According to the United Nations Food and Agriculture Organization (FAO), 2 million people (8 percent of the population) in Venezuela are undernourished. Like its close partner government in Cuba, which has had some success feeding the poor with urban farming, the Chávez administration has also made urban and peri-urban agriculture a key priority of Mission AgroVenezuela.
“Before, the government used to ignore the communities in the hills,” said Elvis Zerpa, national coordinator for Urban Agriculture Projects, referring to the barrios. “Now we have 3,000 people there working on urban agriculture projects, and are seeking to have 10,000 by the end of the year.”
With 6.5 million acres of arable land, a year-round growing season and 1,700 miles of coastline for fishing, Venezuela is well positioned to feed itself. Yet as of 2010, the country imports up to 70 percent of its food, up 10 percent since 2003. Officials say the increase reflects an effort to assure that everyone has access to food, which is subsidized and sold through state-owned stores, while the government ramps up local production. According to Ivan Gil, deputy minister of agriculture, Mission AgroVenezuela will reduce the need for imported foods this year by as much as 30 percent.
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Monte Sacro, a 6,000-acre farm in a fertile, hilly region near the town of Bejuma, has seen real benefits from Mission AgroVenezuela.
“Beyond producing food, we are producing new men and women with a new quality of life,” said 27-year-old farmer Renee Aponte, one of thirty-two farmers in the co-op, eight of whom are women. “We’re trying to liberate the peasants, who are used to working in a system where they work and work for poor wages to enrich a few people.”
Previously owned by the Rockefeller family, the land was used in the past to produce buffalo, cattle and thoroughbred horses. Now, in addition to plantains, sunflowers (for oil), black beans and other vegetables, corn will be grown by the new landholders to be turned into flour—used to make arepa, a corn flatbread that is a daily Venezuelan staple.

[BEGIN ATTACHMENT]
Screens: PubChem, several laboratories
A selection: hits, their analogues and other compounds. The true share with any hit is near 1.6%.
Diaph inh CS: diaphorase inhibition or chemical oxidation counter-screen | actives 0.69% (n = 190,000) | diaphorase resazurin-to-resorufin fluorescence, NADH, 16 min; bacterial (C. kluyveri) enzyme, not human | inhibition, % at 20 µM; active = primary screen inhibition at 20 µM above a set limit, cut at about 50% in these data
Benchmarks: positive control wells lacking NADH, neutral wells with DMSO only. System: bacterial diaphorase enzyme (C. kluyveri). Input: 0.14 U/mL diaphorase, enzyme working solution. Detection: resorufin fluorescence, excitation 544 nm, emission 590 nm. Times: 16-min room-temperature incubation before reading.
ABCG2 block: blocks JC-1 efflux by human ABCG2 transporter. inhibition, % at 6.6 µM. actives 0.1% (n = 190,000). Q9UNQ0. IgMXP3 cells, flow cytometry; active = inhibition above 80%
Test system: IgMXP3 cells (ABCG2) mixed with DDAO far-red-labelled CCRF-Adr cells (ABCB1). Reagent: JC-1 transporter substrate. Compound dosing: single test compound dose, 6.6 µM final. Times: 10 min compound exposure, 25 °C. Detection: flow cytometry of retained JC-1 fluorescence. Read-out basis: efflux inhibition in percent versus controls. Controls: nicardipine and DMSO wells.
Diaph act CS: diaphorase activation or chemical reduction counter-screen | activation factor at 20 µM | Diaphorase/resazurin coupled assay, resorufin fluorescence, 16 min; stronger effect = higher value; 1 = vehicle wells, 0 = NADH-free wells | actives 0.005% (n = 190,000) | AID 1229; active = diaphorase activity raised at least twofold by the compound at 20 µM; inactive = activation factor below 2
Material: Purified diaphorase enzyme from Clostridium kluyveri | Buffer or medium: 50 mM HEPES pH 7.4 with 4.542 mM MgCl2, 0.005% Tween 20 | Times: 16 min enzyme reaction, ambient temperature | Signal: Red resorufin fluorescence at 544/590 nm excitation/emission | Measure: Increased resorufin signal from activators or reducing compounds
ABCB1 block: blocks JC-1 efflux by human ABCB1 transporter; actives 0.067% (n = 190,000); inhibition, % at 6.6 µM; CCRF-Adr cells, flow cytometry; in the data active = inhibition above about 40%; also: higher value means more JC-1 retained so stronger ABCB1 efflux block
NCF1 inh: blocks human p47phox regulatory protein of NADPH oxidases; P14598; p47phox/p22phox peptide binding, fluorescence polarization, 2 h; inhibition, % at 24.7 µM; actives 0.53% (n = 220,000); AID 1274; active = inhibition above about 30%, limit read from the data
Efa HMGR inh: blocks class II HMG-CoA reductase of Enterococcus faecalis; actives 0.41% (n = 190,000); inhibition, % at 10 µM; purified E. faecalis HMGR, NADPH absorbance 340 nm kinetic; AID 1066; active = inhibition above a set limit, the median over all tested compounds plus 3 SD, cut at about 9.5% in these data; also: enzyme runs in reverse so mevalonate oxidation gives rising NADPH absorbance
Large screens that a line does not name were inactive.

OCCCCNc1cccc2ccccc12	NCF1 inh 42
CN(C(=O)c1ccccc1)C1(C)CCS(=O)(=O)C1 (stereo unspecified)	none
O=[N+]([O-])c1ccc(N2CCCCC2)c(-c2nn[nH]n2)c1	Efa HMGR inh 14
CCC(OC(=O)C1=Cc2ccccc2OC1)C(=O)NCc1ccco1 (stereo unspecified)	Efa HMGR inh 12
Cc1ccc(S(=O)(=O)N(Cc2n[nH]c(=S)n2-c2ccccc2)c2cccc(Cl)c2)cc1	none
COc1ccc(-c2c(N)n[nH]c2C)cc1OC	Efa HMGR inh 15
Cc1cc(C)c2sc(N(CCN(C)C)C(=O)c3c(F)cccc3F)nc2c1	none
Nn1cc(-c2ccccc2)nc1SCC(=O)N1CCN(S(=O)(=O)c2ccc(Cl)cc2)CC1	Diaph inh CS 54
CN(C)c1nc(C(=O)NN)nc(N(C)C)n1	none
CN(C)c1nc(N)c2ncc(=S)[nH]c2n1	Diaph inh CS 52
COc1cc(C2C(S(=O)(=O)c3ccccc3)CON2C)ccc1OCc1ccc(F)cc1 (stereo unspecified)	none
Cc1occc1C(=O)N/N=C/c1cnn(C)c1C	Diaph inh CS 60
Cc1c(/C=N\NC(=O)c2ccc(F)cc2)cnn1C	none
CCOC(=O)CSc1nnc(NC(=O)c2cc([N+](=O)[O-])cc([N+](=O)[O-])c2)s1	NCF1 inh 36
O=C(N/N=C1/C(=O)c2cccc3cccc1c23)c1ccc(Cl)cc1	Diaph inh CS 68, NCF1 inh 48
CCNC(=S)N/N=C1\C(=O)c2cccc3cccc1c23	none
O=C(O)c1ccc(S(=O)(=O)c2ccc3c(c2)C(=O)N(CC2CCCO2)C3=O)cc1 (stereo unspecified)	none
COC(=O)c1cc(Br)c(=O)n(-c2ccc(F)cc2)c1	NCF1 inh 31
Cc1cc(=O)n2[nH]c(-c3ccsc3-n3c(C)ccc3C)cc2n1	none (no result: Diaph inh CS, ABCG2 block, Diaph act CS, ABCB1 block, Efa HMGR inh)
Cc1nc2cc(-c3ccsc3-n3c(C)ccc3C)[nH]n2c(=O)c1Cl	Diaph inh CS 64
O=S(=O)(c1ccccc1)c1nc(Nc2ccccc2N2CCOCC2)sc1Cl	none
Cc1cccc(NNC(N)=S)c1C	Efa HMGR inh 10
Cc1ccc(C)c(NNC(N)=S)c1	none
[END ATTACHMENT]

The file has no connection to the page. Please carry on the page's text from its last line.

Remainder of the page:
The Monte Sacro farmers seized this property in 2009 under the Land Law, a policy Chávez put in place in 2001 that specifies that idle plots of state land as well as large private estates are eligible for redistribution to peasant farmers. So far, this policy has enabled ownership of 2.5 million hectares of land—mostly latifundios, large tracts concentrated in ownership and either producing for export or idle—to shift to around 200,000 peasant farmers.
Land reform also sparked new problems. Since 2001, 255 peasants, including two children, have been killed in retaliation for land seizures. Three people have been jailed, but many say the government is not doing enough to protect peasants, who often resort to forming twenty-four-hour security details.
Chávez’s recent announcement that he is battling cancer has raised worries about the future of peasant-controlled land, but cooperative farmer Carmen Roja didn’t hesitate when asked if this had an impact on her work.
“We are willing to give our own lives to defend what we have built here,” she said.
Another early issue was getting the newly landed peasants’ produce to market. In a number of areas, the government has worked with trading partners to build local processing facilities, and markets have expanded beyond Venezuela through partnerships like Bolivarian Alliance for the Peoples of Our America (ALBA), which aims to avoid free trade agreements and produce needed goods locally.
“The statistics we care about are not the volumes of trade with other countries but the social effects of the work we are doing,” said Amenothep Zambrano, executive secretary of ALBA.
To address the need for breeding, processing and seed bank services, the government launched the Florentino Genetic Center in 2005. In addition to producing more than 8,000 tons of food per year, the facility has been cross-breeding cattle for strong traits in milk production. Seventeen mid-sized farms nearby now have access to affordable vegetable seeds and semen for artificial insemination of their cows, as well as two cheese processing facilities and a slaughterhouse. This focus on biodiversity contrasts starkly with the United States, where industry consolidation has left mid-sized farmers struggling to compete with large corporate farms, and where there is a lack of scale-appropriate processing facilities. At least four processing facilities similar to Florentino are being planned for other parts of Venezuela.